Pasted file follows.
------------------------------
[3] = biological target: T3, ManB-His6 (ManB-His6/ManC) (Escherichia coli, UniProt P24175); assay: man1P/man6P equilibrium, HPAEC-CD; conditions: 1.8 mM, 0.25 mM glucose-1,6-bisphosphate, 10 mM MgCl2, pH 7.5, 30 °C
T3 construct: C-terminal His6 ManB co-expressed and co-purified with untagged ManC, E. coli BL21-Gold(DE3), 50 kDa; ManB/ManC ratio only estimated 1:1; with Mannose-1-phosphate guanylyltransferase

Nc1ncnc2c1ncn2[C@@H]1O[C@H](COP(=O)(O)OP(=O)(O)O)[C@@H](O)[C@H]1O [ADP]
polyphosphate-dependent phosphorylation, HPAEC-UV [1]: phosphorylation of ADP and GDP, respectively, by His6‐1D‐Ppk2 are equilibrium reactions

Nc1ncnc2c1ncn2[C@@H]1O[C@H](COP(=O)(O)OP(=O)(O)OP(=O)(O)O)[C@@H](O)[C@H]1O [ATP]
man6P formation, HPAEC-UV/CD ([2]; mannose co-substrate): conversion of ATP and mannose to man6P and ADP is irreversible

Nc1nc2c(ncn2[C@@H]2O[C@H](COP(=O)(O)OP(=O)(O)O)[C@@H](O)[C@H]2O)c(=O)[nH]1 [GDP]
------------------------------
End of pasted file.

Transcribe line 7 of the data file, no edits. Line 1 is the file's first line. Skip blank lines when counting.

Nc1nc2c(ncn2[C@@H]2O[C@H](COP(=O)(O)OP(=O)(O)O)[C@@H](O)[C@H]2O)c(=O)[nH]1 [GDP]